The method of the present invention may comprise the step of homogenously blending or dispersing the at least one finely divided ceramic precursor and pore former, and other additives using conventional blending or dispersing techniques. The properties of the disclosed blends permit use of sphere-forming techniques such as agglomeration, spray granulation, wet granulation, spheronizing, extruding and pelletizing, vibration-induced dripping (U.S. Pat. No. 5,500,162), spray nozzle formed droplets (U.S. Pat. No. 4,392,987), selective agglomeration (U.S. Pat. No. 4,902,666), the use of which is incorporated herein by reference. The techniques allow manufacture of green proppants from the disclosed compositions. Green proppants are heated in stages to sintering temperatures. The continuous phase of ceramic precursors may be sintered to less than or near theoretical density using conventional heating techniques. Proppants manufactured according to the present invention have an apparent specific gravity of 1.0 to 2.9 g/cm.sup.3 and a compressive strength of 5 to 140 MPa. The disclosed lightweight proppants may be coated with organic coatings, such as epoxy, furan, and phenolic resins, and combinations of these coatings to improve their performance characteristics and utility. The coating may be carried out in accordance with known methods of coating proppants or ceramics.
When compared on volume bases to presently manufactured lightweight proppants, high pore volumes and lower heat capacities of the porous ceramics both permit reduction in manufacturing costs. The properties of the disclosed blends permit production of highly spherical and near monodisperse particles. Proppants manufactured according to the present invention can meet a wide range of economic and mechanical requirements. As porosity of the ceramics is increased, proppants show less compressive strength, but also material and energy costs to manufacture the same volume of proppants are significantly reduced. Highly porous proppants, therefore, can be manufactured according to this invention to compete with frac-sand, and denser proppants can be tailored to be competitive with current ceramic proppants. This range is not readily adapted by other techniques.
A lightweight, high-strength proppant is disclosed, comprising the formation of porous ceramics by sintering ceramic precursors in the presence of pore formers. A method of manufacturing such a proppant is also disclosed, comprising the steps of preferably blending ceramic precursors, pore formers, and additives homogenously. These blends have properties, which permit the shaping of spheres using conventional pelletizing techniques. Staged heating of the microspheres to sintering temperatures produces porous ceramics with repeatable accuracy. The pelletized porous ceramics are useful as lightweight and high-strength proppants.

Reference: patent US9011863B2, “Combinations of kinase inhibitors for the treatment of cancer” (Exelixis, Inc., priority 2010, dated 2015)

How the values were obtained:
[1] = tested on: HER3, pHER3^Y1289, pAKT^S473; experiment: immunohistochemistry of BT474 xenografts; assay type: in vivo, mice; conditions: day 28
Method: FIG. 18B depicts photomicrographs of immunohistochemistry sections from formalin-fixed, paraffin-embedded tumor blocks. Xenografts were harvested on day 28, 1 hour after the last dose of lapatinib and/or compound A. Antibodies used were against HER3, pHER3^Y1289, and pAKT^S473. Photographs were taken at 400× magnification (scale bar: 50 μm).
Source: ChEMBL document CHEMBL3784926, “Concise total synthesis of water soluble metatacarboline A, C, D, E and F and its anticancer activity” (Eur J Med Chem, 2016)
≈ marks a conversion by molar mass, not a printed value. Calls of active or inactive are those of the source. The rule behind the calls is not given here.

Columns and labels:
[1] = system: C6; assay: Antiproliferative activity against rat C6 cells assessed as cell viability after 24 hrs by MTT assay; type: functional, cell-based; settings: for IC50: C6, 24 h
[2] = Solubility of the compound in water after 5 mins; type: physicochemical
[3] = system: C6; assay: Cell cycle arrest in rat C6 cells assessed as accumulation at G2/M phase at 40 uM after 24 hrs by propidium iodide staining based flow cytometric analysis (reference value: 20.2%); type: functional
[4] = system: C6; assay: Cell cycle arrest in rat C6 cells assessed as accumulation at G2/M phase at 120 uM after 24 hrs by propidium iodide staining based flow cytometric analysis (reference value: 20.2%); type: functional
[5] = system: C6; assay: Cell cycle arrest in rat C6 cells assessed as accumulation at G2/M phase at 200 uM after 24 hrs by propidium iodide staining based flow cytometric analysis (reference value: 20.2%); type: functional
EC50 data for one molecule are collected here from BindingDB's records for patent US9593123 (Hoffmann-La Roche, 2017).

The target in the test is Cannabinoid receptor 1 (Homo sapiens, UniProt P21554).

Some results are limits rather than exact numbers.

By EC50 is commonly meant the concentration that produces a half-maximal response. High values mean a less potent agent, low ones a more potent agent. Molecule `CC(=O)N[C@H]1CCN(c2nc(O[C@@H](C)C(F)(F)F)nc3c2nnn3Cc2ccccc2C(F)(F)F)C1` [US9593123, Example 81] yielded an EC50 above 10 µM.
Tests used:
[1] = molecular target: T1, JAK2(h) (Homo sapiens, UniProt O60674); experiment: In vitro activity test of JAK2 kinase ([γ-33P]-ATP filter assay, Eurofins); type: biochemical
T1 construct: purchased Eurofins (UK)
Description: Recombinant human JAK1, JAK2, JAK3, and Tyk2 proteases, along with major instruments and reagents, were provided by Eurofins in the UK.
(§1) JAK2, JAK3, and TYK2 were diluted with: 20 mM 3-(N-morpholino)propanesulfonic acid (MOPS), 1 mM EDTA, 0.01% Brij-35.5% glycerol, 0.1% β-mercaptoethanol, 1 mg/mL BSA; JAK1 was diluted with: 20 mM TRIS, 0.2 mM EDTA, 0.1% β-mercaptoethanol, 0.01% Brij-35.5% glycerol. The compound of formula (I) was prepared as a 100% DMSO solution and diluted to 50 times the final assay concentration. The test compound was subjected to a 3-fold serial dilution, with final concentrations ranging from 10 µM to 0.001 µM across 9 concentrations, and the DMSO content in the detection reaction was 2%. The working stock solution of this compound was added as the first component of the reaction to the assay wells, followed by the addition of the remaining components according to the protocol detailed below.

The following example illustrates the use of porous ceramics in the manufacture of lightweight proppants.
160 litres of an aqueous solution of 8% by weight Al.sub.2 (SO.sub.4).sub.3 and 3% by weight MgSO.sub.4 are intensively blended with 0.06% carbon and 120 litres of 8% NaOH. The precipitate is filtered under vacuum and carefully washed with water. The cake is partially dried. Conventional sphere forming and sintering at 1,400.degrees. C. in an atmosphere of Argon results in lightweight proppants made of MgAl.sub.2 O.sub.4 spinel, having an apparent specific gravity of 1.8 g/cm.sup.3. and a compressive strength of 39 MPa.
While particular embodiments of the present invention have been described in the foregoing, it is to be understood that other embodiments are possible within the scope of the invention and are intended to be included herein. It will be clear to any person skilled in the art that modifications of and adjustments to this invention, not shown, are possible without departing from the spirit of the invention as demonstrated through the exemplary embodiments. For example, while porous ceramics may solely be used to manufacture proppants, the use of fillers may improve the economical and physical properties of the proppants, so the embodiments described above are therefore meant to be merely illustrative. The invention is therefore to be considered limited solely by the scope of the appended claims.